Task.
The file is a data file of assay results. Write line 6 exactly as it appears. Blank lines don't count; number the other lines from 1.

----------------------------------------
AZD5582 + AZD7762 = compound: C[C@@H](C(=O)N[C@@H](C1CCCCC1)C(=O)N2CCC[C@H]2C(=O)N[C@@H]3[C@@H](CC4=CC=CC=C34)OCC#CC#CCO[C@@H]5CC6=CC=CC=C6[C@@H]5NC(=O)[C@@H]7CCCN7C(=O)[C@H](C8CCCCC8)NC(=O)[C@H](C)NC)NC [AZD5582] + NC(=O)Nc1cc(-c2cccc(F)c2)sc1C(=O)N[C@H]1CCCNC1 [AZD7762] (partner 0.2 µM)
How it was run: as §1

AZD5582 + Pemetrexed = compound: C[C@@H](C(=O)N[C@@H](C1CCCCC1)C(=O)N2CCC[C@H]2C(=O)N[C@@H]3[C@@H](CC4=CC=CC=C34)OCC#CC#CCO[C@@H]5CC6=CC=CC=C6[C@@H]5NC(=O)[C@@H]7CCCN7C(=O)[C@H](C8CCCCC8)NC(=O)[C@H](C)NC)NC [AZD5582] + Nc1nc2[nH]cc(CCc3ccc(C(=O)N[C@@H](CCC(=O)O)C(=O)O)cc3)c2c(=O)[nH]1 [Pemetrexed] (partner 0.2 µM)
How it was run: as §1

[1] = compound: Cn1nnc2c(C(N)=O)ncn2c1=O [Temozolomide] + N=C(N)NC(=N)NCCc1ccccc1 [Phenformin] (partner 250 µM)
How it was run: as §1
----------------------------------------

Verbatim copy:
How it was run: as §1